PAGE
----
Two Canadian atheists go on a cross-country speaking tour of American Bible Colleges, and oh god, they end up committing all sorts of blasphemies. Philosophy meets Stand-up.
(In The Road Trip Dialogues, the prequel, Rev and Dylan are charged with blasphemy for adding “‘Blessed are they that taketh and dasheth thy little ones against the stone.’ Psalms 137:9” to a Right-to-Life billboard just outside Algonquin Park. As a result of a well-publicized court trial, the American Atheist Consortium offers an all-expenses-paid speaking tour of American Bible Colleges. The Blasphemy Tour tells the tale of that tour.)
Rev slowed as they approached the border at Fort Erie and chose a car lane that had virtually no line-up. Carefully maneuvering into the narrow lane, which was marked by concrete dividers on either side and a huge concrete pillar on the driver’s side—whose function intrigued, and absolutely eluded, her—she pulled up snug behind the car in front of her.
Almost instantly a voice boomed out over the speaker. “BACK UP YOUR VEHICLE!!” Simultaneously, a border guard appeared out of nowhere and walked briskly toward their car, making forceful ‘back up’ signs with his hands.
“BACK UP YOUR VEHICLE NOW!!” The voice commanded.
“All right, all right,” she grumbled, puzzled by their urgency, and put the car into reverse. She grabbed onto the back of Dylan’s seat for leverage, turned to look behind, and started to back up.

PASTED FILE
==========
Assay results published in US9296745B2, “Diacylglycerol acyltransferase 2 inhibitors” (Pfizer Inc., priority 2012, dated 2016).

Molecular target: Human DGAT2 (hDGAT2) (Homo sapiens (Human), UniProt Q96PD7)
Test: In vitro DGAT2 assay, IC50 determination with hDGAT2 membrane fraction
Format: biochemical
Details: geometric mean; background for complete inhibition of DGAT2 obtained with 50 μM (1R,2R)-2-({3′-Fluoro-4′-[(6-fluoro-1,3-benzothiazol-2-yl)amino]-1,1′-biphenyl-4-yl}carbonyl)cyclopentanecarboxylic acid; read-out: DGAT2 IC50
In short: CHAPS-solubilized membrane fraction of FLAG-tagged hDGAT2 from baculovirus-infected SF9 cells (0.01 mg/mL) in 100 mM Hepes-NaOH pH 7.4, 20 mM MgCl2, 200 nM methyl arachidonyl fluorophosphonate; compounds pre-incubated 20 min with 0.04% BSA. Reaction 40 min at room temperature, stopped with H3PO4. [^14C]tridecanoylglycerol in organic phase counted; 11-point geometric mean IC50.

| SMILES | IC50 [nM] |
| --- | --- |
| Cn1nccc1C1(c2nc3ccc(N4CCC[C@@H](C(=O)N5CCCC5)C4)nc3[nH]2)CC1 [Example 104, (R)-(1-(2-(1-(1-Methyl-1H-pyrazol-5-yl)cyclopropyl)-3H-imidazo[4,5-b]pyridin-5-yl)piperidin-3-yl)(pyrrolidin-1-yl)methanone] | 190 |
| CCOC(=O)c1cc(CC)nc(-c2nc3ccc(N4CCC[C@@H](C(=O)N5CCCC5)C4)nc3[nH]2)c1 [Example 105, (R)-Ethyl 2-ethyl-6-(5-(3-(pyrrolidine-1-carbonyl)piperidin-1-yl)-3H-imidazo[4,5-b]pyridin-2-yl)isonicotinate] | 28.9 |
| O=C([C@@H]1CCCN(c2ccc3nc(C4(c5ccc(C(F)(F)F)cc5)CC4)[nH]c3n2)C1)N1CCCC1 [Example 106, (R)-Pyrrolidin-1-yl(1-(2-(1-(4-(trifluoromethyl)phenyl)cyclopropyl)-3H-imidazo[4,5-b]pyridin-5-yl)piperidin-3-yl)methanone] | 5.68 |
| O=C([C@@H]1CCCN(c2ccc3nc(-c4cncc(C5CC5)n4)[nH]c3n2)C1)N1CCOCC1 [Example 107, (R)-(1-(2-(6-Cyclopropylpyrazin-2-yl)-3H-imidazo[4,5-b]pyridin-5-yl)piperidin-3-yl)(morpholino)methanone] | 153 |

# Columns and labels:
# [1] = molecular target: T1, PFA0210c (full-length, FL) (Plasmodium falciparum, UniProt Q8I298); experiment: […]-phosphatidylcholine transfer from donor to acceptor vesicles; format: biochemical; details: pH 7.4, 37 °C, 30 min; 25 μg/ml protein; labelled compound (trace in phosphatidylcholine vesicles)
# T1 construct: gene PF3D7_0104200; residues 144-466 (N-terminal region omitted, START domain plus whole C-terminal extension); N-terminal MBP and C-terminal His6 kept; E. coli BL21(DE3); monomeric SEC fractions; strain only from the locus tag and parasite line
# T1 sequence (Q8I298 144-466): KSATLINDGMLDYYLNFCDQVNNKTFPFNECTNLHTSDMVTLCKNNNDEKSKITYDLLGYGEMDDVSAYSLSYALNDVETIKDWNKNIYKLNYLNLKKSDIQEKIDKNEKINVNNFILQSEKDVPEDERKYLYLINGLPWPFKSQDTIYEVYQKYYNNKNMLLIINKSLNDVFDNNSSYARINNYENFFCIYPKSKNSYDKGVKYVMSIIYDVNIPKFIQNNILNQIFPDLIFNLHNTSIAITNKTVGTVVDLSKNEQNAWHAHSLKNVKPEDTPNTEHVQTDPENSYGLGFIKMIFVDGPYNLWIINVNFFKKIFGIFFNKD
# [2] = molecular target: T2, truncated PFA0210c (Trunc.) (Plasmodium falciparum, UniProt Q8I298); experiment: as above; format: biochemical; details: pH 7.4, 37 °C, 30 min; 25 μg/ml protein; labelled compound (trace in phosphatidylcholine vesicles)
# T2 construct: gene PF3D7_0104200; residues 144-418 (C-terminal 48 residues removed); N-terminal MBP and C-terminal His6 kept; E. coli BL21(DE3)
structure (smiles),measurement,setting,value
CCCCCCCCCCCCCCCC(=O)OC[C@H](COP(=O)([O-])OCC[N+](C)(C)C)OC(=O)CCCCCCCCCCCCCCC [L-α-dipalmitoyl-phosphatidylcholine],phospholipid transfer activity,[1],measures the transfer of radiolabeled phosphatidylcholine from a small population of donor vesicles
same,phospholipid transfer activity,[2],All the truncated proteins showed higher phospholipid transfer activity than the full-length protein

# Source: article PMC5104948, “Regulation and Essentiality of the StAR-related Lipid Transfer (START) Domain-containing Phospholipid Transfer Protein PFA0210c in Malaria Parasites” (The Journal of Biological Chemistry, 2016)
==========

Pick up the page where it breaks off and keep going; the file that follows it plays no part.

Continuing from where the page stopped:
“Rev!” Dylan said almost immediately. But too late.
She heard the clunk. Then the clatter. And when she turned to face the front again, she saw that the rear view mirror on her door was gone, clipped by the concrete pillar. So that’s what it was for.
She mumbled something as she opened her door to retrieve it.
“REMAIN IN YOUR CAR!!”
“Oh, for Pete’s sake,” she ignored the command. It was just a rear view mirror and it was sitting right there.
“DO NOT EXIT YOUR VEHICLE!!”
She exited the vehicle. More or less.
“Shit,” she muttered.
Dylan didn’t dare glance over—he was staring straight ahead in disbelief, exclaiming with full Irish, “Bloody hell—” Besides, he knew what had happened. “Please tell me you fell out, you’re on the ground, and you’re going to stay there,” he managed to say.
“Yes, yes, and—” she tried to stretch her legs, but apparently her knees were doing their very best imitation of concrete—“don’t have any choice. I hate this growing old—” she growled.
“Yes, well, we can commiserate about the tragedy of being over forty later. Perhaps when we turn sixty. Because at the moment we’re surrounded by half a dozen border guards. All of whom are seriously armed.”
“What?” she popped her head up.
“Men with guns!” Dylan shouted.
“Oh.” She ducked back down.
“PUT YOUR HANDS WHERE WE CAN SEE THEM!!”
Dylan raised his hands.
Rev also raised her hands. Her head hit the pavement. “Shit!”
Dylan winced. “Are you—still conscious?”
“Yes. Unfortunately. I really—”
“—used to have abs. I know.”
“STEP OUT AND AWAY FROM THE VEHICLE.”
Dylan did as he was told.
“STEP AWAY FROM THE VEHICLE!” The voice repeated.
“Just give her—” he looked over at her—“an hour.”
“Oh shut up.”
Two of the three guards who had been aiming at Dylan swivelled to Rev.
“She was talking to me,” Dylan said quickly. “Rev?” He was afraid to look directly at her in case that looked like they were colluding to—do something.
“M’AM, KEEP YOUR HANDS RAISED, STAND UP, AND STEP AWAY FROM THE VEHICLE!!”
She grunted. And cursed again.
“He called you ‘m’am’,” Dylan said out of the side of his mouth. “That should give you—motivation.”